Dollar Mixed to Start the Week, While Equities Firm

The US dollar is narrowly mixed in relatively quiet activity. 
Year-end adjustment is well underway, and the news stream is light to start the
week that sees more than a dozen central bank meetings.  There is little
doubt in the market that the Federal Reserve will hike rates for the third time
this year at mid-week.

The strongest currency today is the New Zealand dollar.  It is
up over one percent in what could the largest advance in five months.  A
new central bank governor was announced, Adrian Orr, who currently heads the
government’s sovereign wealth fund and previously was a deputy governor at the
central bank.  

He will oversee the transition, under the Labour-led government, that
will give it a dual mandate, where full employment complements the price
stability goal. 
He is respected by investors, and his appointment
eases concern that the new government was going to politicize the central
bank.   The New Zealand dollar appears to be carving out a
bottom.  The year’s low was recorded in mid-November near $0.6780. 
It needs to rise above $0.7000 to confirm the low is in pace.  

The Norwegian krone is the weakest of the major currencies.  It
is off nearly one percent on the back of the softer than expected inflation
report.  The underlying rate eased 0.3% to 1.0%.  The market had
expected a flat report.  Norway’s central bank meets later in the
weekend.  The soft inflation reading reinforces ideas that the Norges Bank
is on hold.  

Sweden reports its inflation figures tomorrow, but the krona is under
pressure amid raising concern about the housing market.
  A private
house price indicators fell to a six-year low.  The weakening of the
housing market has been a growing concern for investors and has kept the krona
under pressure since the summer.  The euro is pushed through SEK10.0 a few
times since the middle of last month, but has not managed to close above
it.  Today the intraday move brought the euro to its highest level since
November 2016, when it briefly poked through SEK10.08.  

Sterling is nursing losses that keeps it pinned near last week’s lows (~$1.3320). 
Although the UK appears to have struck a deal that will allow heads of state
summit later this week approve of starting the next stage of negotiations, the
split in the government remains evident.  We remain concern that the
contradictory impulses are not fully appreciated.  A deal with the EU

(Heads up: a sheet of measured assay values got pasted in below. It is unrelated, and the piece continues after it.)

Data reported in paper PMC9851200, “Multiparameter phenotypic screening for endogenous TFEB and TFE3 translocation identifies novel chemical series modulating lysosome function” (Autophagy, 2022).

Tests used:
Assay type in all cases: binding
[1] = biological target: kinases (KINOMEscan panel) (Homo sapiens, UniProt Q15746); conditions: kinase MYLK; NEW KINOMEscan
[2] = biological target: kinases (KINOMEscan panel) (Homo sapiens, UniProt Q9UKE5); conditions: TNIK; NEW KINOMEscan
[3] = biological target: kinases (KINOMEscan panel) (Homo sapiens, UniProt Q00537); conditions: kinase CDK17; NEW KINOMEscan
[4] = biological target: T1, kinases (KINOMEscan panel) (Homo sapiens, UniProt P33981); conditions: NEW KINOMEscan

exposes the fissures within the cabinet, and addressing the split in the
government risk preventing an agreement with the EU.  

Brexit Secretary Davies claimed that the regulatory alignment that had
been promised to appease Irish and EU demands does not mean that the UK cannot
have different regulations.
  He also suggested that the agreement may
not be binding.  Of course, Ireland and the EU see things
differently.   There are some suspicions that the EU allowed a less
than satisfactory agreement (sufficient progress) amid fears that without it,
there was a serious risk that May’s tenure would have been cut short and her
replacement could well have been someone talking a harder line.  

The $1.3340 are may be important for sterling.  It is where the
20-day moving average is found.  It appears to have offered sterling
support since mid-November.  Although it has been tested on an intraday
basis, sterling has not traded below it since November 16.  A break of
$1.3320 finds little to hang one’s hat on until closer to $1.3220.  The
Bank of England meets this week, but after last month’s move, is widely
expected to keep policy steady with a unanimous decision.  

After reaching $1.1730 after the US employment data at the end of last
week, the euro closed near session highs (above $1.1770), and is seeing minor
follow through buying today.
  However, it appears to be running out of
steam in the European morning at the $1.1800-level was probed.  
There is a large (~ 1 bln euro) option expiry that is struck there
today.   The dollar appears to be largely sidelined, and the demand
for euros from the crosses appears to have helped give it is firmness against
the greenback.  

US Treasuries are flat to softer, and after extended the pre-weekend
gains toward JPY113.70, the dollar fell out of favor and in early activity in
Europe had eased to almost JPY113.30.
  Some dollar buying interest was
found there, and the greenback appears poised to trade higher in the North American
morning.  There is nearly $1 bln in options struck JPY113.10-JPY113.20
that expire today. 

Equities are continuing to recovery from the pullback seen at the start
of last week. 
The MSCI Asia Pacific Index, which had slid eight
sessions in a row, now has strung together a three-session advance. 
Today’s 0.7% gain brings the benchmark to its 20-day moving average, which
corresponds to the 50% retracement of the decline.  It finished on it
highs.  Nearly all the markets in the region advanced.   European
markets are mostly higher, though Italian and Spanish bourses are a bit
lower.   The Dow Jones Stoxx 600 is up about 0.2%.  Materials
and financials are leading the way higher, while telecoms, utilities and
information technology are drags.  


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